The problem blends with the transit of migrants who cross the region in search of the American drea...
Four suspects have been charged with playing a role in at least one of seven recent homicides in the municipalities of Sonsonate and Acajutla, El Salvador: Rodolfo Ernesto Márquez Gallardo, 18, left; Irvin Alberto Monge Rivas, 20, plaid shorts; his mother, Osiris de Jesús Rivas de Monge; and Blanca Ester Bernar Martínez, 31, right. (Courtesy of the National Civil Police)
SAN SALVADOR, El Salvador – Former professional soccer player Ladislao Esaú Nerio Córtez was among seven victims killed in gang-related violence on Feb. 2 in the municipalities of Sonsonate and Acajutla.
In less than a 24-hour period, five bodies were found in plastic bags with their feet and hands tied and showing signs of torture and strangulation. Two more bodies were found later that day in the municipality of Acajutla, 12 miles south of Sonsonate, according to the National Civil Police (PNC).
Nerio, a former midfielder who played Sonsonate FC, CD Águila and Club Deportivo Universidad de El Salvador during his 12-year career, turned 35 in November. The body of Nero, a father of children ages 5, 8 and 14, was found in the Taltopa neighborhood of Sonsonate, a few yards from the Judicial Center of that department, the police reported.
“I don’t know of any suspects who could have killed him,” Nerio’s mother, Josefina Cortez, said to Salvadoran daily El Diario de Hoy.
But the PNC does. Authorities executed searches in four abandoned residences around the Sensunapán neighborhood on Feb. 3, during which Irvin Alberto Monge Rivas, 20; his mother, Osiris de Jesús Rivas de Monge; Blanca Ester Bernar Martínez, 31, and Rodolfo Ernesto Márquez Gallardo, 18, were taken into custody and charged in playing a role in at least one of the gang-style killings.
The suspects are being held in jail until their trial.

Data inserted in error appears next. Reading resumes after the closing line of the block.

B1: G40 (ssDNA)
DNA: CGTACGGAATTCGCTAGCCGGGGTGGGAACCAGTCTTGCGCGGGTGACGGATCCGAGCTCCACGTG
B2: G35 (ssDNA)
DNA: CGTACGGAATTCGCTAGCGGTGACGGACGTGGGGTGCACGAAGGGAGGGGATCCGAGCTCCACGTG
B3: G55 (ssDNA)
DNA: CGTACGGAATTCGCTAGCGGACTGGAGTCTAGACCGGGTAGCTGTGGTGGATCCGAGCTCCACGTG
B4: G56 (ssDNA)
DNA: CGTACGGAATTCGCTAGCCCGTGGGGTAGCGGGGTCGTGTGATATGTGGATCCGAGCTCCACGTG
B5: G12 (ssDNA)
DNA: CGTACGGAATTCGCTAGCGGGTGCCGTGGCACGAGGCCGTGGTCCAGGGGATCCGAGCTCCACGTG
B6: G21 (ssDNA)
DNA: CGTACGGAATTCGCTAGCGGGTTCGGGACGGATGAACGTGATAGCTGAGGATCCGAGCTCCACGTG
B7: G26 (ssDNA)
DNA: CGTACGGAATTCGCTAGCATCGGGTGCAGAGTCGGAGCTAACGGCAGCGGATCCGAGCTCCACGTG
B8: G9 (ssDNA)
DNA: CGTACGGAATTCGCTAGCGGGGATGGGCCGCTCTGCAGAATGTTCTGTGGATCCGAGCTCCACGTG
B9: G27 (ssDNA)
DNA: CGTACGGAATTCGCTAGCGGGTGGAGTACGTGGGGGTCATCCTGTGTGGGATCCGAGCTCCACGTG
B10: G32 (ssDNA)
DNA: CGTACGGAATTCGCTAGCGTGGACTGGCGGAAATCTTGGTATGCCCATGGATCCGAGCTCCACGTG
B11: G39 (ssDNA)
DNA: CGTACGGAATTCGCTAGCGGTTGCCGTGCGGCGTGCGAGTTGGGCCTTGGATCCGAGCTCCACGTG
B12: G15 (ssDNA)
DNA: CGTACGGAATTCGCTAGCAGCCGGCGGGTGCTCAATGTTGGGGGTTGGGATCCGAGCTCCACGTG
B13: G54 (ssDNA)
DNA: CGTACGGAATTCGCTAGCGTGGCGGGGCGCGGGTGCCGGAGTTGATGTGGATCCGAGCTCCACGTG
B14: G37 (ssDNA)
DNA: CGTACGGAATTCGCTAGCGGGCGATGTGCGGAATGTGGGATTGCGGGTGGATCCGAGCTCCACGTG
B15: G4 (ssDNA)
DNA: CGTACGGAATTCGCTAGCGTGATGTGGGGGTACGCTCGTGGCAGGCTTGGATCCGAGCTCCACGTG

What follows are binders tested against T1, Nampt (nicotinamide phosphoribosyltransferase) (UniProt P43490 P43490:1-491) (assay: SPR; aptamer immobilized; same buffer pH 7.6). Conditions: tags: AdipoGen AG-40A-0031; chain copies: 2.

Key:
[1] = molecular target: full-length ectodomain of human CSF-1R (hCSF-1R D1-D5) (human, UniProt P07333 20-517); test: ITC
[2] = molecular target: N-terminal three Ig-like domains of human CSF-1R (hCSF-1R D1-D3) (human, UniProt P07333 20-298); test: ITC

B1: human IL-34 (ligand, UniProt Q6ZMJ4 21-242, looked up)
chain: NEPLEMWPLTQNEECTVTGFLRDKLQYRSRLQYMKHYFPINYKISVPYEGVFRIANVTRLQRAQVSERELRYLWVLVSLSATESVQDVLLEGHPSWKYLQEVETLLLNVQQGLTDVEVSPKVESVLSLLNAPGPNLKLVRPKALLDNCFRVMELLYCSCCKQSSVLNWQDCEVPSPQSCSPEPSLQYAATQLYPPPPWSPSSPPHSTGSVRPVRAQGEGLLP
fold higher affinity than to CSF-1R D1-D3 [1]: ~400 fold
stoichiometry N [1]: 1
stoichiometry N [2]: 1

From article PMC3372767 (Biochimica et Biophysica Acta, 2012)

“There is enough evidence, such as blood, to indicate that the persons found [murdered] around the area had been executed in one of the houses we searched,” said Douglas Omar García Funes, the chief of the PNC’s western region.
David Munguía Payés, the minister of Justice and Public Safety said the murders were gang-related because of their brutal nature.
“We are almost convinced that the killings were committed by gangs, because of the type of crime and because they were perpetrated in areas where gangs operate,” he said.
Nerio’s former teammates mourned his death and extended their condolences to his family, as they fondly remembered the man who started his professional career with Sonsonate FC – a second-division team in 1998 – before winning a title with first-division squad CD Águila in 2006. He retired after playing for Club Deportivo Universidad de El Salvador in 2010.
A moment of silence was observed this past weekend in soccer stadiums nationwide to honor Nerio, who was buried Feb. 4 in Sonsonate, 40 miles from the nation’s capital of San Salvador.
“We of the University of El Salvador are saddened with the death of Ladislao,” said Luis Gálvez, who coaches Club Deportivo Universidad de El Salvador. “He was a part of our family and we are sorry for what has happened. It is painful news for Salvadoran soccer as a whole.”
In addition to finding Nerio’s body in Sonsonate, police identified the bodies of 18-year-old William Alexander Labor Portillo, who was found on Inclán street, on the eastern side of the Asturias neighborhood, just meters away from the PNC’s Extortion Investigation Unit. They also found the body of 24-year-old Carlos Antonio García, who was murdered in the neighborhood of Sensunapán, close to where the Military Headquarters Number 6 (DM-6) is located.
Police haven’t released the identities of the two other bodies they found in the San Rafael neighborhood of Sonsonate or the two they discovered in Acajutla.
The murders were the latest in what has become commonplace in one of the Central American country’s bloodiest departments.
The department, which has a population of about 439,000, was home to 510 murders in 2011, a rate of 110.5 homicides per 100,000 residents, according to the Institute of Legal Medicine (IML). Sonsonate was the site of 11.7 percent of the country’s 4,347 murders – the country’s highest number in 10 years – according to the IML.
The departments with the next-highest murder rates in 2011 were Santa Ana (84.8 per 1000,000 residents), San Salvador (83.8), La Libertad (70.6) and La Paz (70.2).